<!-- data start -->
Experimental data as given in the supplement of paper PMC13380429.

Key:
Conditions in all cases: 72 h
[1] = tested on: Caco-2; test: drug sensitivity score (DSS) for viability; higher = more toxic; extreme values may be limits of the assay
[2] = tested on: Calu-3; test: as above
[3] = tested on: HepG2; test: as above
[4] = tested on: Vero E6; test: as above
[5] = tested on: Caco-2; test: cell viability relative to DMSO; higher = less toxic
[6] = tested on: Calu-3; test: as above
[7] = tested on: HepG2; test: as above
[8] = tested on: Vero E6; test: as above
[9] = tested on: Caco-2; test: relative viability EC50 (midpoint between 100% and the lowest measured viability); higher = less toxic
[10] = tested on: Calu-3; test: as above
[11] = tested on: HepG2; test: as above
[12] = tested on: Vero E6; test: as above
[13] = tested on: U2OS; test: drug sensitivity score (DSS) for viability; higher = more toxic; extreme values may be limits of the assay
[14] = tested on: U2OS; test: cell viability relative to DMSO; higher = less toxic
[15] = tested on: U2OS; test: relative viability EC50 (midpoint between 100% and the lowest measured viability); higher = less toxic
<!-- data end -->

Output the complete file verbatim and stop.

Experimental data as given in the supplement of paper PMC13380429.

Key:
Conditions in all cases: 72 h
[1] = tested on: Caco-2; test: drug sensitivity score (DSS) for viability; higher = more toxic; extreme values may be limits of the assay
[2] = tested on: Calu-3; test: as above
[3] = tested on: HepG2; test: as above
[4] = tested on: Vero E6; test: as above
[5] = tested on: Caco-2; test: cell viability relative to DMSO; higher = less toxic
[6] = tested on: Calu-3; test: as above
[7] = tested on: HepG2; test: as above
[8] = tested on: Vero E6; test: as above
[9] = tested on: Caco-2; test: relative viability EC50 (midpoint between 100% and the lowest measured viability); higher = less toxic
[10] = tested on: Calu-3; test: as above
[11] = tested on: HepG2; test: as above
[12] = tested on: Vero E6; test: as above
[13] = tested on: U2OS; test: drug sensitivity score (DSS) for viability; higher = more toxic; extreme values may be limits of the assay
[14] = tested on: U2OS; test: cell viability relative to DMSO; higher = less toxic
[15] = tested on: U2OS; test: relative viability EC50 (midpoint between 100% and the lowest measured viability); higher = less toxic